It’s an old joke among humanities majors: You may be nourishing the soul, but when you graduate, it’s back to living with your parents while you look for a job with that degree.
To test the truth of this assertion, TIME examined five years of Census data on those with Bachelor’s degrees, accounting for both their field of study and whether they are listed as living with at least one parent. Of course, this could mean a person is in a graduate program and still using his or her home address. And living at home doesn’t mean a person is unemployed. Census data suggests most such individuals do have jobs.
Like which school you attend, what you major in seems to have the most bearing on the years just after school. While half of English majors live at home right out of college–including this reporter, for several months–only about a third of Engineering majors do. By age 29, however, the difference has dropped to 5 points (12 percent of English majors and 7 percent of Engineering majors.) This is generally true across the board.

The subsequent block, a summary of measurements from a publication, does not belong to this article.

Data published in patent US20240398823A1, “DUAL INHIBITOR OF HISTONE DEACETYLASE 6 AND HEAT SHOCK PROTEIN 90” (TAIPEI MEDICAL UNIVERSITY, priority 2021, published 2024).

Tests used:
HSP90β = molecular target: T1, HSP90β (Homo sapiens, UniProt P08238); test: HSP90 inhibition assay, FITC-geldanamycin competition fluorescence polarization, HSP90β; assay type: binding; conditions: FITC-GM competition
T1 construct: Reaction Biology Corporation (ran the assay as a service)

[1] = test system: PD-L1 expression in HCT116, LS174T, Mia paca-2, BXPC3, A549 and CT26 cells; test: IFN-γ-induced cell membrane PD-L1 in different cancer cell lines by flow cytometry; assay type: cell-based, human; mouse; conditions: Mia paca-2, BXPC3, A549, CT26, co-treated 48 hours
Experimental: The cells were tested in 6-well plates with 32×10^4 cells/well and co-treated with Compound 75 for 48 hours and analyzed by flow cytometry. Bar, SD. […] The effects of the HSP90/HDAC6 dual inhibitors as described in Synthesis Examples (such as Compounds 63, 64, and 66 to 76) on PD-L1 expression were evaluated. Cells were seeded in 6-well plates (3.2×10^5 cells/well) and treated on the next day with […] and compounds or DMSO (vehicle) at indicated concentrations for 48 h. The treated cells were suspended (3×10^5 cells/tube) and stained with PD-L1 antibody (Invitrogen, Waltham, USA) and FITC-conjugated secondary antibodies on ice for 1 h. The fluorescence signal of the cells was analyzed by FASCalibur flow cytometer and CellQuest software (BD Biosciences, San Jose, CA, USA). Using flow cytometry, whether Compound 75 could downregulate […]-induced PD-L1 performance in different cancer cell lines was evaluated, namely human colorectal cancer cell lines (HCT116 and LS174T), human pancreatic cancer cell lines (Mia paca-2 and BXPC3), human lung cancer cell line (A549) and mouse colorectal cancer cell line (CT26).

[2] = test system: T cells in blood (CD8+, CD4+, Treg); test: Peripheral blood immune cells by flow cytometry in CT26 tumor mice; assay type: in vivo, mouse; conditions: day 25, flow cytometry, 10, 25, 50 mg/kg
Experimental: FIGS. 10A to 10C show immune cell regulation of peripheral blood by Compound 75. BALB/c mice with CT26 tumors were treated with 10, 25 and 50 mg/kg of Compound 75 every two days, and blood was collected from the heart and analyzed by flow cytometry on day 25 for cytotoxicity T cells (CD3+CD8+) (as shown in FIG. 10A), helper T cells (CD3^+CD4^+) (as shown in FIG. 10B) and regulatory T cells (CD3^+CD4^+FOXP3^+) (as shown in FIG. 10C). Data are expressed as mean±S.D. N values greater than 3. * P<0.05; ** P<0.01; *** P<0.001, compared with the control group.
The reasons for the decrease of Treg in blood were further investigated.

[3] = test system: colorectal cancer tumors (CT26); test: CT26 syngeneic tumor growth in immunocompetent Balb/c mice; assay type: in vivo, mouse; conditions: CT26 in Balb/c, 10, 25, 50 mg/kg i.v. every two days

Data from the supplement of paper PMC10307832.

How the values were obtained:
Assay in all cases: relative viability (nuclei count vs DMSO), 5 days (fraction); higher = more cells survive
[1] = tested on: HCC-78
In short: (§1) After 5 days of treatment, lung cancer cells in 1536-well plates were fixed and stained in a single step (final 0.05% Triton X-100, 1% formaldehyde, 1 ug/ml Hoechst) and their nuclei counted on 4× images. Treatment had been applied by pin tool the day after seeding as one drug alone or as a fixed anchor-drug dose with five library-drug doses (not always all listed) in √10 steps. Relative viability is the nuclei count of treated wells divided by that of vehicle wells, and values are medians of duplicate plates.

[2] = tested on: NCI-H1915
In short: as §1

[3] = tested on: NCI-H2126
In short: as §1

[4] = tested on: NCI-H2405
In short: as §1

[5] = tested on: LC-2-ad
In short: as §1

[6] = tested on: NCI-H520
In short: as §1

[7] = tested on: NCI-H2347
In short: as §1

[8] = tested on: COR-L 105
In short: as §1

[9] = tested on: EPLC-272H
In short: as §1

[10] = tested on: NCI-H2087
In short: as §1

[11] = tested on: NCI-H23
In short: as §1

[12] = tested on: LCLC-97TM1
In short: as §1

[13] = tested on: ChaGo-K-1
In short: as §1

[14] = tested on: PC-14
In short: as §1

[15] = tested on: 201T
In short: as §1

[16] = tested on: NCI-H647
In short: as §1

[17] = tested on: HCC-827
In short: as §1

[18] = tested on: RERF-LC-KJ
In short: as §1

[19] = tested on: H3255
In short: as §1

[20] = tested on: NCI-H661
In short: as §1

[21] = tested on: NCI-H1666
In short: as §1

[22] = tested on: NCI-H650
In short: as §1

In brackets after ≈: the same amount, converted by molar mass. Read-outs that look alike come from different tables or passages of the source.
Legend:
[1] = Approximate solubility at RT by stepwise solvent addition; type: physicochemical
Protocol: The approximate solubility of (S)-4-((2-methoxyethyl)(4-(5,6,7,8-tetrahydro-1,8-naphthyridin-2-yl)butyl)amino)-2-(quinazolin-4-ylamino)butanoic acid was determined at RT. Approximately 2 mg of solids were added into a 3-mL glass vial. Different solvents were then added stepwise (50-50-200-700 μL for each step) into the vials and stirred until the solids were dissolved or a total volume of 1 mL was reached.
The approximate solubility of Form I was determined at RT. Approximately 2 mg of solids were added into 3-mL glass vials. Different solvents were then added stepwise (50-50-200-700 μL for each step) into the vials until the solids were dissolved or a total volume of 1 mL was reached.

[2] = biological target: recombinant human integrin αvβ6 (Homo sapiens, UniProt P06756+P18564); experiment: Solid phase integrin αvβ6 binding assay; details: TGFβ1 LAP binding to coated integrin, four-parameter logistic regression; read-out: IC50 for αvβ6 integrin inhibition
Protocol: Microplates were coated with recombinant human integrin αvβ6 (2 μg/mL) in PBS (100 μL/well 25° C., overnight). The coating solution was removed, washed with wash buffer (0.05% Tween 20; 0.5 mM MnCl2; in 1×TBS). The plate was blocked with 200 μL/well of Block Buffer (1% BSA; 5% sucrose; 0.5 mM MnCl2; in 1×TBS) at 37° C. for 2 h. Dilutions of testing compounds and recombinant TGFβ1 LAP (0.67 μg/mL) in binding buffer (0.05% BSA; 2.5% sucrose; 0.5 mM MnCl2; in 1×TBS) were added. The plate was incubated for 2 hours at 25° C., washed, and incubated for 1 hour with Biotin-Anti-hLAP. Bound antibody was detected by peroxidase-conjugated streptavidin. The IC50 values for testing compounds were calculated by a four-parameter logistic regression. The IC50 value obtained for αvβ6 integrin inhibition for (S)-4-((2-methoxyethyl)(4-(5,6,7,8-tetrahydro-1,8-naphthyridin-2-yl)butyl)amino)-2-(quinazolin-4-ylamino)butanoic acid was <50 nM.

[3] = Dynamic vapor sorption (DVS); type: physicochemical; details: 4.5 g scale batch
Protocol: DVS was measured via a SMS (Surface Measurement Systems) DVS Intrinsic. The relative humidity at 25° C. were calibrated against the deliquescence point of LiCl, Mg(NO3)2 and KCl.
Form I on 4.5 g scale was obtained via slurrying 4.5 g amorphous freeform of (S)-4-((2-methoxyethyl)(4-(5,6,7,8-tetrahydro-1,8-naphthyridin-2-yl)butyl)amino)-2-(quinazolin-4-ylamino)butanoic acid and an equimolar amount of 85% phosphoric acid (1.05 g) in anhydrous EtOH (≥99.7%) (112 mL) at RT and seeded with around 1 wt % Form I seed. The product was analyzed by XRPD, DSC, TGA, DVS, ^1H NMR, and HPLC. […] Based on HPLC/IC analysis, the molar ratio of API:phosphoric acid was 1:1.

So major in what you like. The worst that can happen is you’ll be living at home for an extra year or two. See below for the rates for every major.
Using Census microdata from 2009-2013, individuals were considered to be living at home if either of the variables MOMLOC or POPLOC were equal to 1, meaning a parent was the head of the household. Only those with completed bachelor’s degrees between ages 22 and 29 were examined.
Data source: IPUMS-USA, University of Minnesota, www.ipums.org.
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Write to Chris Wilson at firstname.lastname@example.org